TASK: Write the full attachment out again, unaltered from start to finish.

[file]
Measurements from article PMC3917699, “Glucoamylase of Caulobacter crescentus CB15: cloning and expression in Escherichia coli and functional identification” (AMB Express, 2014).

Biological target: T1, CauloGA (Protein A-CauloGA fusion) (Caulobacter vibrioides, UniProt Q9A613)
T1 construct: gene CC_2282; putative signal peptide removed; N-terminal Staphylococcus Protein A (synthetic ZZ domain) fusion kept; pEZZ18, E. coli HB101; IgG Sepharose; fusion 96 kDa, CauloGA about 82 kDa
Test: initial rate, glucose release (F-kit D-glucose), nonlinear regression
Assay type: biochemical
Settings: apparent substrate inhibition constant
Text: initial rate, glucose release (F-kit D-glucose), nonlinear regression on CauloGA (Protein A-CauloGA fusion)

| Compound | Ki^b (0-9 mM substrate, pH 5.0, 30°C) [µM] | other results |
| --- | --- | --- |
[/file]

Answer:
Measurements from article PMC3917699, “Glucoamylase of Caulobacter crescentus CB15: cloning and expression in Escherichia coli and functional identification” (AMB Express, 2014).

Biological target: T1, CauloGA (Protein A-CauloGA fusion) (Caulobacter vibrioides, UniProt Q9A613)
T1 construct: gene CC_2282; putative signal peptide removed; N-terminal Staphylococcus Protein A (synthetic ZZ domain) fusion kept; pEZZ18, E. coli HB101; IgG Sepharose; fusion 96 kDa, CauloGA about 82 kDa
Test: initial rate, glucose release (F-kit D-glucose), nonlinear regression
Assay type: biochemical
Settings: apparent substrate inhibition constant
Text: initial rate, glucose release (F-kit D-glucose), nonlinear regression on CauloGA (Protein A-CauloGA fusion)

| Compound | Ki^b (0-9 mM substrate, pH 5.0, 30°C) [µM] | other results |
| --- | --- | --- |